His Blastosaurus co-writer, media studies teacher Terry Jones, puts it another way: "Richard's not short of being a little bit confident. But he's not arrogant, although some might get the impression that he is. Then again, in many ways, he has a lot to be arrogant about, he's one of the most talented kids I've ever taught."
Jones is a true believer in Fairgray's potential and has been ever since auditioning him for a school drama. Over the past three years he's become a quasi-mentor on several projects and is one of his few confidantes on the ongoing negotiations with Katz. "I think he's the next big thing, I really do. I've known him for a long time now and I can tell you, he'll never let go of this. He's always got several projects on the go at a time and he carries them all through. Not that you can look at what he does with any logic, it's all over the place. He's just always seemed one step ahead of others. Of course, it could all go pear-shaped, but I think he has real potential."
The view of comic industry at large, such as it is, could be summed up as: "Show me the money."
"Yes, [Fairgray's] very focused on what he does," says Jeremy Bishop, manager of Onehunga-based Gotham Comics and publisher of the New Ground anthology. "But then like most creatives, if the wind changed, he'd change. I remember two years ago he told me he'd never do comics again: "I'm giving up. I'm going teaching." Then the gods smiled with an American liking his stuff and his material ... I'd say his art is still very basic, but it tells the story very well. As for his writing, it's really good ... so if what he's saying is true, it's bloody excellent for him and great for New Zealand comics."
Doubts are to be expected - Hollywood has a well-deserved reputation for bluster - but Katz isn't shy about laying it on thick.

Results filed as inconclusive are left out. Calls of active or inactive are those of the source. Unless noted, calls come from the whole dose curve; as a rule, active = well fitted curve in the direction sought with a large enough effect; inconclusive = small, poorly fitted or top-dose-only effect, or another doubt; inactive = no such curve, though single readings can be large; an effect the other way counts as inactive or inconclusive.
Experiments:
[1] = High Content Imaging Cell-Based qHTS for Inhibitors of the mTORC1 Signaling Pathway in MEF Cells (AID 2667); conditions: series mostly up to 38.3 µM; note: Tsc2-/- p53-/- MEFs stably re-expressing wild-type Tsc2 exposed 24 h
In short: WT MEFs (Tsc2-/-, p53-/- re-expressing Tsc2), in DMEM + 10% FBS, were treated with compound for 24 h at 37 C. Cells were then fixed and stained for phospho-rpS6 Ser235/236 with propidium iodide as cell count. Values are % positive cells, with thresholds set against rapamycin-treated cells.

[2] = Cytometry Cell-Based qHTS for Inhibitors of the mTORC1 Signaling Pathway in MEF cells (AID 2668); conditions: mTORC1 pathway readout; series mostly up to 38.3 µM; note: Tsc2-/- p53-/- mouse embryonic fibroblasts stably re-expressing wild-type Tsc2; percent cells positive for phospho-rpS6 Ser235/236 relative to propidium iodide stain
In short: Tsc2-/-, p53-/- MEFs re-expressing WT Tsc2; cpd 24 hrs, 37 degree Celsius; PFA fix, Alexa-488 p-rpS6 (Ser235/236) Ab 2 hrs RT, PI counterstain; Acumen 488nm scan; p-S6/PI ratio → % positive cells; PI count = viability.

"Once people get to know Richard, his talent and his back-story - and that's an incredible human interest story - they'll find out just how unique he is. I'm just thrilled to hear he's getting some recognition. I've got plans for him, I'm going to take his work and grow them across a wide spectrum of media. You know, I told him a month ago that my goal was to make him into a local New Zealand hero, that'll really be fun to watch."
For his part, Fairgray is taking things in his stride. Dreams aside, he says he'd be happy to go back to his back-up plan - seeing out his days as a penniless artist - unruffled even when confronted with that comparison.
"Peter Jackson? Oh, that's fine with me, he has loads of money right? But the thing is, and what I take for that, is that Peter Jackson has always been right in his approach: you can't be half-arsed about anything. He set goals, like making money or going overseas, whatever, and then he went for it. He did everything he had to do and worked his way around or through every problem that came up. His success is no accident and it's not like he got where he is quickly. He had a plan and I have a plan too."